Back-to-School Shouldn't Mean a Too-Heavy
SATURDAY, Aug. 27 (HealthDay News) -- As another school year
begins, parents are reminded that kids' backpacks weighted down
with books and other supplies can lead to back injury.
"Parents should inspect their child's backpack from time to time. They often carry much more than they should with extra shoes, toys, electronic devices and other unnecessary items," Dr. Joshua Hyman, director of orthopedic surgery at New York-Presbyterian/Morgan Stanley Children's Hospital, said in a hospital news release.
"A backpack shouldn't weigh more than 15 percent of the child's weight, or about 7 pounds for a child who weighs 50 pounds. If it is textbooks that are making the bag too heavy, parents should speak with the teacher -- sometimes these books can be left at school," added Hyman, who is also associate professor of orthopedic surgery at Columbia University College of Physicians and Surgeons.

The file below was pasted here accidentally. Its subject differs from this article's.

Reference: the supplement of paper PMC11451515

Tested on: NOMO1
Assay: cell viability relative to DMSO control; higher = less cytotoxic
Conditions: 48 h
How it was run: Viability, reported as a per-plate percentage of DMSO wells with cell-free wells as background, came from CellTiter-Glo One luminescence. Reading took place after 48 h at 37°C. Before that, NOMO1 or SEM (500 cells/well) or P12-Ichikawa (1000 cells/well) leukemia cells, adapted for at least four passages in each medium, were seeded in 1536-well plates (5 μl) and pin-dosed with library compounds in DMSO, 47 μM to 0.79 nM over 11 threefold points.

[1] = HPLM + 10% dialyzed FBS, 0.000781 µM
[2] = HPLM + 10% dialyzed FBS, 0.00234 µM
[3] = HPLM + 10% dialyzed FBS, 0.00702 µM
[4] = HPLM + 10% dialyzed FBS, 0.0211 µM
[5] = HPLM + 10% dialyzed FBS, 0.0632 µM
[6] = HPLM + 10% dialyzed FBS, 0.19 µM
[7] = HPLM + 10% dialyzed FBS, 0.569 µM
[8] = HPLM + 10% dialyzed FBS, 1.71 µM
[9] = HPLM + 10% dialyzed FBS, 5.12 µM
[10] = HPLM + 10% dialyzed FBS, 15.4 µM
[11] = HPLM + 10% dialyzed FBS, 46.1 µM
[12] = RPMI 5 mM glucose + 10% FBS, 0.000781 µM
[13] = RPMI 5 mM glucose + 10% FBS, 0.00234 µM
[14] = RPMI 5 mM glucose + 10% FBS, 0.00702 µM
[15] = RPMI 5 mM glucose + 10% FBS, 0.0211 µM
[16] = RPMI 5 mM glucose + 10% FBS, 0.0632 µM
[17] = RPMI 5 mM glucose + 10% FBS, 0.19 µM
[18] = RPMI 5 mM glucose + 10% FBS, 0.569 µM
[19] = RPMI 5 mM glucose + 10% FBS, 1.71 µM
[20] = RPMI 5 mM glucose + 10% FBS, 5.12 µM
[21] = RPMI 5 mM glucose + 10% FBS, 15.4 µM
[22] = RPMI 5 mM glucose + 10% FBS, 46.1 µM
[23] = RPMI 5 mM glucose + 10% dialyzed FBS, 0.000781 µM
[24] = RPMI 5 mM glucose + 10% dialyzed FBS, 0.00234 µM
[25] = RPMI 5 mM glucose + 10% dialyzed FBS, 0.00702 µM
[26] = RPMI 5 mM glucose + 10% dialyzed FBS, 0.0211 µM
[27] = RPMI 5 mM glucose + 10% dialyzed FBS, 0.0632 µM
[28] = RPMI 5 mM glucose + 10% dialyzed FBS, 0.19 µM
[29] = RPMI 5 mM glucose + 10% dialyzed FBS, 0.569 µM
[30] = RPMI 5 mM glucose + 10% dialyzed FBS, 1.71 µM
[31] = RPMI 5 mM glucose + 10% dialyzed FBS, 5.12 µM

To reduce the risk of injury, children should wear their
backpack correctly over both shoulders to evenly distribute the
weight. A wheeled backpack is another option.
If a child who wears a backpack has persistent pain, parents
should consult their pediatrician. Physical therapy to strengthen
the child's back muscles may be one of the recommendations,
according to Hyman.
He said signs of trouble include posture changes when a child
wears a backpack, difficulty putting it on, or any pain, tingling
or red marks.
The American Academy of Orthopaedic Surgeons has more about
backpack safety for children.
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